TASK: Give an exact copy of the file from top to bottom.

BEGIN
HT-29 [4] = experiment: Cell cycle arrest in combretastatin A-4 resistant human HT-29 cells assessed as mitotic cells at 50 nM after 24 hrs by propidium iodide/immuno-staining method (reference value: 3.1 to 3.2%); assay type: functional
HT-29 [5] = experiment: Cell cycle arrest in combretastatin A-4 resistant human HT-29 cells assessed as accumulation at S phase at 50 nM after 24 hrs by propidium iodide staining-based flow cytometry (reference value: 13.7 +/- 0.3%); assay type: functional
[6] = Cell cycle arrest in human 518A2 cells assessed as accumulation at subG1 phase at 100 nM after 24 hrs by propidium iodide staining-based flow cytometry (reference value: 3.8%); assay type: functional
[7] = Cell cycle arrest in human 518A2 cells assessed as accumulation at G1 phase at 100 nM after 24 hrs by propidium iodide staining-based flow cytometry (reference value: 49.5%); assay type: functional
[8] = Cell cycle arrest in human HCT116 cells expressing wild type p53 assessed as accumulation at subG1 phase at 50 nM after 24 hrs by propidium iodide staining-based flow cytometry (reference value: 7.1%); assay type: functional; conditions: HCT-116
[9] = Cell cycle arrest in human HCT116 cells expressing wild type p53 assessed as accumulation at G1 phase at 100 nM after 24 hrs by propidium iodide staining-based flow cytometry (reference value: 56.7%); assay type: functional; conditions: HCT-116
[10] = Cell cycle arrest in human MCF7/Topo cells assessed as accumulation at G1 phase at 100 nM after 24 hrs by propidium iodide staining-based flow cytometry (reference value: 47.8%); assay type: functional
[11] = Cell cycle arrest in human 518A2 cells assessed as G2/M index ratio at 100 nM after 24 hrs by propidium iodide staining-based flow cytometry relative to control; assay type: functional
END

HT-29 [4] = experiment: Cell cycle arrest in combretastatin A-4 resistant human HT-29 cells assessed as mitotic cells at 50 nM after 24 hrs by propidium iodide/immuno-staining method (reference value: 3.1 to 3.2%); assay type: functional
HT-29 [5] = experiment: Cell cycle arrest in combretastatin A-4 resistant human HT-29 cells assessed as accumulation at S phase at 50 nM after 24 hrs by propidium iodide staining-based flow cytometry (reference value: 13.7 +/- 0.3%); assay type: functional
[6] = Cell cycle arrest in human 518A2 cells assessed as accumulation at subG1 phase at 100 nM after 24 hrs by propidium iodide staining-based flow cytometry (reference value: 3.8%); assay type: functional
[7] = Cell cycle arrest in human 518A2 cells assessed as accumulation at G1 phase at 100 nM after 24 hrs by propidium iodide staining-based flow cytometry (reference value: 49.5%); assay type: functional
[8] = Cell cycle arrest in human HCT116 cells expressing wild type p53 assessed as accumulation at subG1 phase at 50 nM after 24 hrs by propidium iodide staining-based flow cytometry (reference value: 7.1%); assay type: functional; conditions: HCT-116
[9] = Cell cycle arrest in human HCT116 cells expressing wild type p53 assessed as accumulation at G1 phase at 100 nM after 24 hrs by propidium iodide staining-based flow cytometry (reference value: 56.7%); assay type: functional; conditions: HCT-116
[10] = Cell cycle arrest in human MCF7/Topo cells assessed as accumulation at G1 phase at 100 nM after 24 hrs by propidium iodide staining-based flow cytometry (reference value: 47.8%); assay type: functional
[11] = Cell cycle arrest in human 518A2 cells assessed as G2/M index ratio at 100 nM after 24 hrs by propidium iodide staining-based flow cytometry relative to control; assay type: functional